Monday, December 13, 2021

Q&A with Audrey Ades



Audrey Ades is the author of the new children's picture book The Rabbi and the Reverend: Joachim Prinz, Martin Luther King Jr., and Their Fight against Silence. Ades's other books include Judah Touro Didn't Want to be Famous. She lives in Florida.


Q: What inspired you to write about Joachim Prinz and Martin Luther King Jr.?


A: I am always on the lookout for topics that have a strong social- values message.


I believe it was in 2017 that I attended the MLK Jr. Day festivities in West Palm Beach, Florida. The opening ceremony included a young poet who had written about a documentary she had seen about the relationship between MLK Jr. and Rabbi Joachim Prinz. I wish I had a copy of her poem, but I have been unable to locate it.


In any case, immediately after the ceremony, I began researching this rabbi. There were many parallels between the life experiences of Dr. King and Rabbi Prinz. I thought that the story of their friendship and collaboration was important to tell.


Q: What do you think Chiara Fedele's illustrations add to the book?


A: Chiara’s illustrations are wonderful! I feel so lucky that Kar Ben chose her as the illustrator for this book. Not only does she depict the decades-old feel of the times when King and Prinz lived, but her illustrations capture the heart and the theme of the story. You can feel the respect and care these two men had for each other through her beautiful drawings.


Q: The Publishers Weekly review of the book calls it a "striking narrative of interfaith, cross-cultural support for equality." What do you think of that description, and how would you describe the dynamic between the two men?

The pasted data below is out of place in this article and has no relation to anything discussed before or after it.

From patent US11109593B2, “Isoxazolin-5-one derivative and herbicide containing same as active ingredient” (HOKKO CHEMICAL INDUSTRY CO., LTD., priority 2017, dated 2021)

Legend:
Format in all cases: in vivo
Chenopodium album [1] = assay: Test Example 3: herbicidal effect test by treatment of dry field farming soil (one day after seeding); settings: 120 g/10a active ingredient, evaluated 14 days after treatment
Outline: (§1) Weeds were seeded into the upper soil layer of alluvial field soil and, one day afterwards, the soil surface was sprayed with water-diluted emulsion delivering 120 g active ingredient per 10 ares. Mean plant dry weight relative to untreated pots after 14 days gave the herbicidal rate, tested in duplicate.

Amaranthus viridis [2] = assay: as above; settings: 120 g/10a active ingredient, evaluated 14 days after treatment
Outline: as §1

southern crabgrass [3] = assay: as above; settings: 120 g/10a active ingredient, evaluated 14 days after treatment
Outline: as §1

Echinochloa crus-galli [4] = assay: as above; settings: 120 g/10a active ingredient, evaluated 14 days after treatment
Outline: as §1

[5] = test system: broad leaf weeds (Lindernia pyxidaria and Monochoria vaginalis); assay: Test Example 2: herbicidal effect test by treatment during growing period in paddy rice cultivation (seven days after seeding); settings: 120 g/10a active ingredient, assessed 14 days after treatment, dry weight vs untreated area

A: I am very grateful to PW for their kind review. Jews and African Americans have a long history of solidarity against racism. Both Prinz and King suffered and witnessed bigotry and inequality.


These two men of faith were also realists. They recognized that unless they took action against racism - and supported others who took action - that nothing would change.


I believe they especially bonded around the idea that “good people” have a critical role in eradicating racism. Unless and until good people break their silence and speak out about the wrongs inflicted upon their brothers, others will continue to exploit their power.


Q: What do you hope kids take away from the book?


A: I hope this book will introduce children to the injustice and pain that sparked the civil rights movement.


I hope they will be curious about these two brave men and the history of the movement they fought for.


I hope young readers will notice how much their world has changed from the time that Prinz and King lived, and also take note of the things that have not changed.


And I hope this book will plant the seeds that each individual has a role to play in the journey toward social justice.


Q: What are you working on now?


A: I am working on a middle grade book about the Arab-Israeli conflict and a picture book about a scientist whose early life experience set him on a path to change healthcare delivery around the world.


Q: Anything else we should know?


A: I am thankful to you, Deborah, for your interest in this book and your help spreading the word about the lives and work of these two important historical characters.


--Interview with Deborah Kalb

No comments:

Post a Comment